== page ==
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Wheat ear carbon assimilation and nitrogen remobilization contribute significantly to grain yield

Zhou, Bangwei, Serret, Maria Dolores, Elazab, Abdelhalim, Bort Pie, Jordi, Araus, José Luis, Aranjuelo, Iker, Sanz‐Sáez, Álvaro
Journal of integrative plant biology 2016 v.58 no.11 pp. 914-926
absorption, carbon, carbon dioxide fixation, filling period, flowering, gas exchange, genotype, grain yield, isotopes, leaves, nitrogen, nutrient solutions, organic matter, photosynthesis, ribulose-bisphosphate carboxylase, seeds, sowing, wheat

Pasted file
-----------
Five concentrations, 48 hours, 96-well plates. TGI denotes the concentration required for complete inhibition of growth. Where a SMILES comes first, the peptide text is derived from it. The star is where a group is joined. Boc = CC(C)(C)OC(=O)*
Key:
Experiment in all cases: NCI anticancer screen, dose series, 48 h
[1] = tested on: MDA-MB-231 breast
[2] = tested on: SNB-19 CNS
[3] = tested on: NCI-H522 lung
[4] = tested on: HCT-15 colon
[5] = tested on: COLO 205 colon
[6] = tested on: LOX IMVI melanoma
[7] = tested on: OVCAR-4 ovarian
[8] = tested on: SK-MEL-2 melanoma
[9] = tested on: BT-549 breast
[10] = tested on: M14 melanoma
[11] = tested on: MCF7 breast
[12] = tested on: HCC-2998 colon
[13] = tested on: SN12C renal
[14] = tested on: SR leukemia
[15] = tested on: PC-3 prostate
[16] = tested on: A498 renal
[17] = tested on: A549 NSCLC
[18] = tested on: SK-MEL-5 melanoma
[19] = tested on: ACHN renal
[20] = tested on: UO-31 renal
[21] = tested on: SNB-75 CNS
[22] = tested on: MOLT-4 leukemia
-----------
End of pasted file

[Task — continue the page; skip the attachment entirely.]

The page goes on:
The role of wheat ears as a source of nitrogen (N) and carbon (C) in the grain filling process has barely been studied. To resolve this question, five wheat genotypes were labeled with ¹⁵N‐enriched nutrient solution. N remobilization and absorption were estimated via the nitrogen isotope composition of total organic matter and Rubisco. Gas exchange analyses showed that ear photosynthesis contributed substantially to grain filling in spite of the great loss of C due to respiration. Of the total kernel N, 64.7% was derived from the N acquired between sowing and anthesis, while the remaining 35.3% was derived from the N acquired between anthesis and maturity. In addition, 1.87 times more N was remobilized to the developing kernel from the ear than from the flag leaf. The higher yielding genotypes showed an increased N remobilization to the kernel compared to the lower yielding genotypes. In addition, the higher yielding genotypes remobilized more N from the ears to the kernel than the lower yielding genotypes, while the lower yielding genotypes remobilized more N from the flag leaf to the kernel. Therefore, the ears contribute significantly toward fulfilling C and N demands during grain filling.